Because of their weakened immune systems, HIV/AIDS patients are up to 20 times more likely to develop TB than people without HIV. [4] TB is also more fatal in HIV/AIDS patients, with up to half of all deaths of HIV/AIDS patients due to TB. A person with both diseases can be four times more likely to die during TB treatment than someone with TB alone.

Yet effective treatment of HIV/AIDS patients infected with TB is still possible, principally through the addition of an antibiotic, cotrimoxazole, which can reduce the death rate during TB treatment by 40 per cent [4].

Still, stigma related to both diseases can mean that patients infected with one disease are reluctant to voluntarily be tested for the other. The lack of integration across national HIV/AIDS and TB control programmes also means that routine screening of TB patients for HIV, and vice versa, is not in place for many developing countries (see Collaboration to kill: HIV/AIDS and TB).


TB treatment


Current treatment consists of 6–9 month courses using a combination of two or more of the four first-line drugs: isoniazid, ethambutol, pyrazinamide and rifampin. These regimens work for active, drug-susceptible TB — as long as the course is completed.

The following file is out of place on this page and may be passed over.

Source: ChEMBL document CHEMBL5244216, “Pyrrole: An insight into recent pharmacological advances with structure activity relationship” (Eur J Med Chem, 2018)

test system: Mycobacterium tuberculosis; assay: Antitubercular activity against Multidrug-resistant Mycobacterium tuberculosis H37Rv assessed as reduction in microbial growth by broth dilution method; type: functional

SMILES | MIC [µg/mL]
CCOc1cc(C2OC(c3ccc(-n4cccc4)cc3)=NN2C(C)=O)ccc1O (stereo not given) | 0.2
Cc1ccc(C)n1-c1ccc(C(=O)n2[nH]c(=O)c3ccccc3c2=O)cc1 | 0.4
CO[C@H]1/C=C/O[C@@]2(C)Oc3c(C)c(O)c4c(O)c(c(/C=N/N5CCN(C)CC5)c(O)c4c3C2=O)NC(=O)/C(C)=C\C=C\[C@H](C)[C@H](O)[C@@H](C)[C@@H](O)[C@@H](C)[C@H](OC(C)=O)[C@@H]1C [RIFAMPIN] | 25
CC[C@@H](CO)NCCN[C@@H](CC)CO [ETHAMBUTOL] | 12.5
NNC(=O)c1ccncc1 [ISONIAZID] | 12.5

Not completing the course can lead to relapse, continued transmission and the development of drug resistance — a growing concern in the fight against TB.

One strategy that has been adopted by the World Health Organization (WHO) to help ensure that patients complete TB treatment is directly observed therapy (DOT), where a health worker watches the patient swallow each dose of TB medication (see Figure 3).


Figure 3: Percentage of population nominally serviced by health facilities implementing DOTS. [2]

One of the Millennium Development Goals set for 2015 is to reduce the prevalence of and deaths due to TB by 50 per cent of 1990 figures. DOT can lead to more successful treatments of infectious TB, which can in turn help prevent the spread of the disease (see Figure 4).


Figure 4: Percentage of DOT treatment success, indicating the percentage of new smear-positive patients are cured, plus the percentage that complete a course of treatment.


Drug resistance


About 450,000 new cases of multidrug-resistant TB (MDR-TB) occur every year, with the highest prevalence in China, India and the countries of the former Soviet Union.